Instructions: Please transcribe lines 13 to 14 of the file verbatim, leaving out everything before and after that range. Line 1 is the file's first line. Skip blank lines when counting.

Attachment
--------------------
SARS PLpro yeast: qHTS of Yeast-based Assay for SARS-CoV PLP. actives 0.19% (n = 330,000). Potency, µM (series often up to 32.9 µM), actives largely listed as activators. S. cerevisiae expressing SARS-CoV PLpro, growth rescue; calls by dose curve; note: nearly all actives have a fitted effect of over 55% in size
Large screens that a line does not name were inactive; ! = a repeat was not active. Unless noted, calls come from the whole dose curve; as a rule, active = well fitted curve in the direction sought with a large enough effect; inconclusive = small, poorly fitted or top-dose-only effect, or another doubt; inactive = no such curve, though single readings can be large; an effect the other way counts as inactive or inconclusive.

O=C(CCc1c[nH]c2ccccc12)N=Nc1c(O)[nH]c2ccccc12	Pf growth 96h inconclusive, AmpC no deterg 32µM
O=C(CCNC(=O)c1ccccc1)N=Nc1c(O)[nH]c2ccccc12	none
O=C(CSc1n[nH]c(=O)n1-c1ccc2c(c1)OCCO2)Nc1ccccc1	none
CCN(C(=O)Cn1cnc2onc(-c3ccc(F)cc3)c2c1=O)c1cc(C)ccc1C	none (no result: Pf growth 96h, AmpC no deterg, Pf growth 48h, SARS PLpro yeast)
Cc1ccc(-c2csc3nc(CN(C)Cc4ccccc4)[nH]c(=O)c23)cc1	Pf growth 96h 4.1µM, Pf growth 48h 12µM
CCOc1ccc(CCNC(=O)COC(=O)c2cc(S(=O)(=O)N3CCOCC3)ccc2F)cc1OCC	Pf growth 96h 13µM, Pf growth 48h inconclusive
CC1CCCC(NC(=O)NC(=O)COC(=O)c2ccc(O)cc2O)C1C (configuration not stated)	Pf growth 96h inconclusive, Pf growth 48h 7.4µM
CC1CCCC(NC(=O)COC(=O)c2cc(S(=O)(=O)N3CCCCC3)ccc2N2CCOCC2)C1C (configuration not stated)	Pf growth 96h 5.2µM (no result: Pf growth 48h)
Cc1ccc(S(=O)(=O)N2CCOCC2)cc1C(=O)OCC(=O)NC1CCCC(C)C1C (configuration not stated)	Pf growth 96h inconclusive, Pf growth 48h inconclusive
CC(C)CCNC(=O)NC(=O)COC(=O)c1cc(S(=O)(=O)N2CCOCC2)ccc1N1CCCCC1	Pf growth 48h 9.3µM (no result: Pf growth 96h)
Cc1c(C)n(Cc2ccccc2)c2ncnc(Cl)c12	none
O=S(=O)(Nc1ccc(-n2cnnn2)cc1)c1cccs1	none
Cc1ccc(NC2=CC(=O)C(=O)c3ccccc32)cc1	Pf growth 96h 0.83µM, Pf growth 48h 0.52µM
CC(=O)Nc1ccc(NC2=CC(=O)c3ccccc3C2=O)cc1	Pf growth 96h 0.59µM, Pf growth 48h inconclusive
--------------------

Cc1c(C)n(Cc2ccccc2)c2ncnc(Cl)c12	none
O=S(=O)(Nc1ccc(-n2cnnn2)cc1)c1cccs1	none